In terms of hardness, velur and foam are much softer materials than pleather and leather. The thickness of the material, however, is very important for the overall sound quality, but also for the overall comfort you feel while having your headphones on.
For example: you have just bought your new headphones, but the material used to make the padding does not suit you properly, or the padding is simply too thin. In that case, the cartilage of your ear and the temporal bone of your skull will suffer for it, since there would be less padding to properly mitigate the clamping force effect, so do bear all this in mind when buying your new headphones.
Methods Of Reducing Discomfort
So far we have discussed the types and causes of discomfort we feel while wearing headphones and glasses. Now we will observe some of method of dealing with these issues, and thus making this experience at least a bit more enjoyable.
1. Buying Glasses with Thinner Stems
As we have mentioned above, the thickness of the stem influences the amount of pressure your earlobe and temporal bone suffer while wearing headphones and glasses simultaneously. The wider the stem, the greater the pressure. In order to prevent this, I advise buying glasses with thin metal stems. That way the pressure will lessen significantly, and you will be able to wear your headphones with minimal amount of discomfort.
2. Stretching the Headphones
Another way of making your headphones easier to wear is to lessen the strength of the clamping force by simply – stretching them! But do this with care: you do not want to stretch the headband too much and make them unable to clasp your skull properly, and you especially don’t want to break the headband!
Another important thing regarding the headband is the padding. If your headphones are heavy and the headband has no padding, then it won’t be long before you start feeling discomfort and pain due to the pressure exerted upon your scalp. When buying headphones, pay attention to this detail, and choose headphones with comfortable and effective padding.
3. Over-ear Headphones
Over-ear headphones’ padding encompasses the circumference of your ears, so the pressure on your cartilage and temporal bone is much lesser. They may be a bit bulkier than the on-ear ones, but their wider padding is a big plus. Consider these features carefully before purchase.
4. Choosing Headphones with Thicker Ear Padding
When choosing headphones, pay attention on the thickness of the ear padding. The greater the thickness, the weaker the pressure exerted by the clamping force.
Here, you will find the answers to some of the most asked questions regarding wearing headphones and glasses:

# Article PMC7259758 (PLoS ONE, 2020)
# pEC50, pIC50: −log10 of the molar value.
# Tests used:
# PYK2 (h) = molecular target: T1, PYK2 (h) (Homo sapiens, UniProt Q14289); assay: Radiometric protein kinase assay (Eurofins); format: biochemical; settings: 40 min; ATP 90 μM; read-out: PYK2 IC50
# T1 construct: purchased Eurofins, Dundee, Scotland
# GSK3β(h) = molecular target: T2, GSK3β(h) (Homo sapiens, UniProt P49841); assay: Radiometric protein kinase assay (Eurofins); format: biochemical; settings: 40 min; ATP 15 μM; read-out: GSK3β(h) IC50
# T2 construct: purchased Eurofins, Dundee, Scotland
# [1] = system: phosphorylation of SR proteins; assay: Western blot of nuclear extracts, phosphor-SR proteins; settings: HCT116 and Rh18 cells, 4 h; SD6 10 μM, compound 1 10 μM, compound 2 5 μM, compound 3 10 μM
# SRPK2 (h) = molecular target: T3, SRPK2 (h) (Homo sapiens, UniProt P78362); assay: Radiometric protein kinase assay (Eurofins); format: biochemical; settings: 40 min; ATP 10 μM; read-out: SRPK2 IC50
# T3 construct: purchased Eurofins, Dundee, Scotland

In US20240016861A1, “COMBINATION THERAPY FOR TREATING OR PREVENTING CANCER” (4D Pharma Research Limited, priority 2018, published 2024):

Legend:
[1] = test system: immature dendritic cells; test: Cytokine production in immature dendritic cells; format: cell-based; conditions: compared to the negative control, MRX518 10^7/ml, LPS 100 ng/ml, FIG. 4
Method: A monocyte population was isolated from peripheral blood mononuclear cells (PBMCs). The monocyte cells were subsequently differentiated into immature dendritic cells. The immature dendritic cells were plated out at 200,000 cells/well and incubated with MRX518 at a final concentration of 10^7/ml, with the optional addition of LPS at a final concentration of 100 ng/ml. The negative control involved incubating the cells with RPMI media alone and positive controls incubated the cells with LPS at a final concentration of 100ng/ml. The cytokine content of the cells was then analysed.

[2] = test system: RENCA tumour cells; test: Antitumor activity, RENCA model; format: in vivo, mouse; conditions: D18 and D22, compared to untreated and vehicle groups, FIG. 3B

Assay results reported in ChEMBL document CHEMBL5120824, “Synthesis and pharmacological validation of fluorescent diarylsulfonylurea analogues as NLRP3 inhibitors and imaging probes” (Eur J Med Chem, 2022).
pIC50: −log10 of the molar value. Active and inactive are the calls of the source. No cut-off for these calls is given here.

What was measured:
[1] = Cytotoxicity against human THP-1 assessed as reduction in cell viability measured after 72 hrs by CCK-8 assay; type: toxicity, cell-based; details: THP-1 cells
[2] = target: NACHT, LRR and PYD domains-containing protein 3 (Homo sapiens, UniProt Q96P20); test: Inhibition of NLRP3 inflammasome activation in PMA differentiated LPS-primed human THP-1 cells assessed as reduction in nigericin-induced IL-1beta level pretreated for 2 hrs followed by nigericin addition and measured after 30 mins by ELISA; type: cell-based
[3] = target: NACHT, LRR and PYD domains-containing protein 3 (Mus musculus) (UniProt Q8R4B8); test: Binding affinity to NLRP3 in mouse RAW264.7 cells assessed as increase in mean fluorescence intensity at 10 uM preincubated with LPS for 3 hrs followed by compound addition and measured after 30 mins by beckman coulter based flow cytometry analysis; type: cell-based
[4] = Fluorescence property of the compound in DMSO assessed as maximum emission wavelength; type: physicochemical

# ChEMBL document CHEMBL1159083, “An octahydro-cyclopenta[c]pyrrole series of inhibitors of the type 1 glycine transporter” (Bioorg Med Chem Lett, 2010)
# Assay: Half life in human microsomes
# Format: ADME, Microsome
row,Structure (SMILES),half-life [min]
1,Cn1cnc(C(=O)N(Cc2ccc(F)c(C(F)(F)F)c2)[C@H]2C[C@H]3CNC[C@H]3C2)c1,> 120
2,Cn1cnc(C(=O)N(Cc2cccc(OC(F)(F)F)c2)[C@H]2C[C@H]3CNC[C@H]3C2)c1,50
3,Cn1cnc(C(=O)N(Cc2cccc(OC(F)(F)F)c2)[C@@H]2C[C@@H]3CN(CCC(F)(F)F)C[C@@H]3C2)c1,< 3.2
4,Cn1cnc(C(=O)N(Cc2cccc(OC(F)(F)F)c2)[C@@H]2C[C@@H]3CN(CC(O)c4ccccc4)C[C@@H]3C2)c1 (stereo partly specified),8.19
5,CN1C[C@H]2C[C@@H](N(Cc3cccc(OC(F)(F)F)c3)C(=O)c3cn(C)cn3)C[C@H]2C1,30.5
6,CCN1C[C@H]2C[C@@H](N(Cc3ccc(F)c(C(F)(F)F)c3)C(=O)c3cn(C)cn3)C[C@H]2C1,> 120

1. What headphones are the most comfortable while wearing glasses?
Here are some that may be useful to you:
- Beyerdynamic Dt770 PRO 32 Ohm closed Studio Headphone – reliable and versatile over-ear headphones with soft padding, comfortable to wear, and lightweight;
- Samson SR850 Semi-Open Back Studio Reference Headphones – these headphones have adjustable headband, and offer great sound quality. They are also open-ear, meaning that they do not have to completely clasp around your ear for you to hear the sound optimally;
- Senheiser HD 201 – another over-ear yet lightweight headphones.
I can also suggest you buy memory foam padding. They can adapt to a lot of different types of headphones put there, and provide a lot comfort.
2. Which are the best noise cancelling headphones for people wearing glasses?
The aforementioned Samson SR850 are pretty good for these purposes, and you may want to check out Bose QuietComfort 35 (Series II) Wireless Headphones. They’re over ear, come with built-in Alexa, but they may be a bit pricy for some. Sennheiser HD280PRO are also a good choice, with ergonomic design and replaceable (although soft) padding.
3. Are there any other ways of using headphones and glasses simultaneously?
There are actually some other ways which allow you to wear headphones with glasses, but some of them are pretty risky.
For example, you can use scissors to cut the padding of the headphones and thus make some space for the glasses frame. That way you’ll gain comfort (if you do it right), but the sound quality might suffer for it. If you want to try this method out, I advise you not to do it unless you have some extra padding.
Another option to try out would be to either use earbuds (unless you specifically need to use headphones), or use stemless reading glasses when you don’t need to move around too much.
A type of stemless reading glasses
As we have seen, wearing glasses and headphones is a serious issue, especially in cases of wearing them for prolonged periods of time. The pressure we feel on our skull and ears feels like we put our head in some kind of vice which clamps on us harder and harder the more we wear them! The solutions offered in this article cannot completely cancel the negative effects, but at least they should help you feel even a little bit more comfortable.
Remember: wear glasses with thin metal stems; mind the thickness and material of the padding, choose over-ear headbands whenever you can, and please, please don’t overstretch the headband! Take all this into account, and you should be alright.